The art essay

Saint Kateri Tekakwitha by Jan Henryk de Rosen (1891–1982)

On April 17, 1680, a young Mohawk-Algonquin woman breathed her last in a mission village on the banks of the Saint Lawrence River in what is now Québec. Shortly thereafter the Jesuit missionary Pierre Cholonec witnessed the smallpox that had scarred her face in life miraculously disappear: the first of many wonders testifying to the singular holiness of the first and only Native American saint, Kateri Tekakwitha.

In this 1943 mural by Jan Henryk de Rosen, the Lily of the Mohawks takes center stage. Among a remarkable selection of American saints and missionaries, de Rosen singles out Kateri, her arms extended in prayer, as one of the earliest and most precious fruits of sanctity produced by the evangelization of the North American continent.

  A glorious scene

 De Rosen’s mural is not set upon the lofty walls of a church but in the lobby of the offices of the United States Conference of Catholic Bishops (then called the National Catholic Welfare Council). The close vantage point draws the viewer intimately into the contemplation of a celestial drama, an allegorical representation of the evangelization of the New World—fittingly, a work that is carried on by the hierarchy in whose headquarters it is located.

 The choice of figures shows great prescience: when de Rosen started the work in 1942, only one of the group had been beatified; now all but one are canonized saints. Kateri Tekakwitha was canonized in 2012, Elizabeth Ann Seton in 1975. Martin de Porres, in the rear, had been beatified a century prior, but was canonized only in 1962. Leading the group—as if in liturgical procession— are two missionary priests in full vesture. To the right stands Junípero Serra, raised to the altars in 2015. The figure to the left is the only one whose cause for canonization has not yet been introduced: the intrepid Jesuit explorer Jacques Marquette. He appears to present this flower of holiness to the world on behalf of the Society of Jesus.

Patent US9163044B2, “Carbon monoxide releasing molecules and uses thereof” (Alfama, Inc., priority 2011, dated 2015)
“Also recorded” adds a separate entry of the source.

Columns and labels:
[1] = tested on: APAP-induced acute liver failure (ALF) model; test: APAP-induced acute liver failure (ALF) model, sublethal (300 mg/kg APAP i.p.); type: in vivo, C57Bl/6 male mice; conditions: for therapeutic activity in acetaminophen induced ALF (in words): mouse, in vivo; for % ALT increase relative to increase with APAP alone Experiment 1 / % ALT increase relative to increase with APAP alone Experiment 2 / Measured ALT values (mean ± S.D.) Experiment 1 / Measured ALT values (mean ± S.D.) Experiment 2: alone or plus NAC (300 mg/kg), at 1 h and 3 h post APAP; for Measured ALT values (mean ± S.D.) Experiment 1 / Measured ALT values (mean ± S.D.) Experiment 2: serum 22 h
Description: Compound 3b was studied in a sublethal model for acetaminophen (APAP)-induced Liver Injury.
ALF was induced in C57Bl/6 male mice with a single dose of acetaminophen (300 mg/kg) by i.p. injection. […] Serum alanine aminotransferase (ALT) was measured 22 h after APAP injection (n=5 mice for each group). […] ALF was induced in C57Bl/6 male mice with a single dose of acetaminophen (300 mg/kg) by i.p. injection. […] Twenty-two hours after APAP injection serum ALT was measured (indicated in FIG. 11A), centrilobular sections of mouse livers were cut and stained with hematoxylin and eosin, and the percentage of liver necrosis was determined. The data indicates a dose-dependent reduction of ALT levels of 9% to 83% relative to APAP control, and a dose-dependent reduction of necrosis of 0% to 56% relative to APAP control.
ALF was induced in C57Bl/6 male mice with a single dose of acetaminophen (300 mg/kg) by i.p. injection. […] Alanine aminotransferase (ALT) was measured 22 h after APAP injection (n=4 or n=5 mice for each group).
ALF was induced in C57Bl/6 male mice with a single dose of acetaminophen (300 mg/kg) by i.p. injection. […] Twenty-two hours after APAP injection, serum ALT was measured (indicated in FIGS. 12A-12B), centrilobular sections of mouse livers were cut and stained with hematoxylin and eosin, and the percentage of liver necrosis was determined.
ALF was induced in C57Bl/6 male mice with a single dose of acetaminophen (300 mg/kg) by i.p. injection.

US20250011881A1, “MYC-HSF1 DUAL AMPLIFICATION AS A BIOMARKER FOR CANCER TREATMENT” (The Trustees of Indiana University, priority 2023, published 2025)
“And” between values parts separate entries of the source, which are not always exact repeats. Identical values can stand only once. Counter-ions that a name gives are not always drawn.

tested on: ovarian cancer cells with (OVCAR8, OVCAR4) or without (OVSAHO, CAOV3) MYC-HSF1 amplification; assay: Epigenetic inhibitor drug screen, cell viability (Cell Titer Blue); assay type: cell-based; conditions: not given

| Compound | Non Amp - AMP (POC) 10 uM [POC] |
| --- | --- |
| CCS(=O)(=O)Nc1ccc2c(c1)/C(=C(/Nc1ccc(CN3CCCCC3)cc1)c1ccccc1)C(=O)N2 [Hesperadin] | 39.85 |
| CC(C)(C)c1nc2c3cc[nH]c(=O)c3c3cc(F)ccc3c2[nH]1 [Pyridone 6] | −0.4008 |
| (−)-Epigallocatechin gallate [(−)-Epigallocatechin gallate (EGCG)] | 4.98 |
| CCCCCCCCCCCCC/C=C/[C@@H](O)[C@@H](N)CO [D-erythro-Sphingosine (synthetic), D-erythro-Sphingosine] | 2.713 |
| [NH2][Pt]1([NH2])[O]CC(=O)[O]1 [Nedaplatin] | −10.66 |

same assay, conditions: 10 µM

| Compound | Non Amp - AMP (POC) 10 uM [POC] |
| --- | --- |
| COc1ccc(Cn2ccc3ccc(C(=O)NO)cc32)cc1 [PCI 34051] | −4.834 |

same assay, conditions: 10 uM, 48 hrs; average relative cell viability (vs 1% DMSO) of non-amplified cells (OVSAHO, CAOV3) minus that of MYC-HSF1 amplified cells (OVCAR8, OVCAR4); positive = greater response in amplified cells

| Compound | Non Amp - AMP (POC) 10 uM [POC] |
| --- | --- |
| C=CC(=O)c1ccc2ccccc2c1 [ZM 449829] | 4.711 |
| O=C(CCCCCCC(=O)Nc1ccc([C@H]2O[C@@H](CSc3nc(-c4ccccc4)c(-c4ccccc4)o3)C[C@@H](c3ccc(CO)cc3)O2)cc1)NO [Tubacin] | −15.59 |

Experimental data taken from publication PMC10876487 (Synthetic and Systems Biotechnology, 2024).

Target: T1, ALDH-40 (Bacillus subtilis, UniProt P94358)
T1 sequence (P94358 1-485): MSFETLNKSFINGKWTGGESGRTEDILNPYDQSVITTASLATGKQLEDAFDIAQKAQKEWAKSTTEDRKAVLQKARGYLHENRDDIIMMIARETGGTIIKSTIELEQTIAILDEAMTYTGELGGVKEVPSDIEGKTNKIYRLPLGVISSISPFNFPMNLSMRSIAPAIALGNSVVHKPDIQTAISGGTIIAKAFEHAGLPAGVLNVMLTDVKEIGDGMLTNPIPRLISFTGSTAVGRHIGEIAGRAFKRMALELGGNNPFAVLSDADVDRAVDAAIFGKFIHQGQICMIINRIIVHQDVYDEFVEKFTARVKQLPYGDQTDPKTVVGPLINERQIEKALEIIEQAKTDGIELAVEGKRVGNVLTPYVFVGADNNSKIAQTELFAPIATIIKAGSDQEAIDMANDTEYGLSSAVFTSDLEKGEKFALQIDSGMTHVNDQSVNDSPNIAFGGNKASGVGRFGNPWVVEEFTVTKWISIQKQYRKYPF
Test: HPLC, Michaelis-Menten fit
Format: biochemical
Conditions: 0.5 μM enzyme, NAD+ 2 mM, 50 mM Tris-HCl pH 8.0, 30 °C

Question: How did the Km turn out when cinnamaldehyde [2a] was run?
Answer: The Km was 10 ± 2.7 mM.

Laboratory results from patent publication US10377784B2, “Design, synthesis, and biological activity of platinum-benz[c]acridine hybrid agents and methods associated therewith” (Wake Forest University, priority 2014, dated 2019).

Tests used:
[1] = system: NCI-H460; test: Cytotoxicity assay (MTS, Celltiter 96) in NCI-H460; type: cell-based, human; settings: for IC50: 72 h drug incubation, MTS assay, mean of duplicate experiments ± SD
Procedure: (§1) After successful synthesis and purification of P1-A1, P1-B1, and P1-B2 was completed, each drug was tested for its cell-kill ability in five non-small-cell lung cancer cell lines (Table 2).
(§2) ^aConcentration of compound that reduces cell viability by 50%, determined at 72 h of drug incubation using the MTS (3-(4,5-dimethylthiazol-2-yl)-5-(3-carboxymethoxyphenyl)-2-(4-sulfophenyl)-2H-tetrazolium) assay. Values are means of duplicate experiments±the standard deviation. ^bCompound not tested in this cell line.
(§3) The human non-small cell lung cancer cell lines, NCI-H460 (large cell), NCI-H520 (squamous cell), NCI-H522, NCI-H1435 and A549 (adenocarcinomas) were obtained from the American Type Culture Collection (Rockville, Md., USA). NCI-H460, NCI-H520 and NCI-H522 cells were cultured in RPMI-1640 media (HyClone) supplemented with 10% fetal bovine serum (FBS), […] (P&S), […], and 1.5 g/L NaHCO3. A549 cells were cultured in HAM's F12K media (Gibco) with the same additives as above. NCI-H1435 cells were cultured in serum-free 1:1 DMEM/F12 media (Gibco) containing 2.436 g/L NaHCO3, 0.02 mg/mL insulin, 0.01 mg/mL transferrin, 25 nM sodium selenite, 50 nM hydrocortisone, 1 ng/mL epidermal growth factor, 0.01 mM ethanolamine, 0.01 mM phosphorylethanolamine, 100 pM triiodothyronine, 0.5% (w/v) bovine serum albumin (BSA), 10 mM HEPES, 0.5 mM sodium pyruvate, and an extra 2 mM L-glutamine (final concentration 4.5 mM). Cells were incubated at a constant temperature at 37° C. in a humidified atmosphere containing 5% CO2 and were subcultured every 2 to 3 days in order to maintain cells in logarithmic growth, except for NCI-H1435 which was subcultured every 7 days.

The poses of these saints are in some way reminiscent of the hagiographic paintings of the Old World, but with the faces and features of the New. Kateri, her arms raised in the paleo-Christian gesture of prayer, evokes the female orans of the catacombs. The two clergymen flank the saint, as in the mosaics that adorn so many Roman apses. To the right of the sacred enclave stands a resolute Columbus, processional crucifix in hand, much like the portraits of secular donors of the Renaissance. He offers the implements of exploration to a seated figure of Christ, who, surrounded by archangels, rests just out of our view to the left.

 The bishop kneeling below, his miter resting upon a cushion as he prays quietly before the heavenly company, is John Carroll, the first bishop of the United States. De Rosen’s attention to detail is remarkable, as the fine damask pattern of his cope depicts the same heraldic lions used as a device by the Carroll family.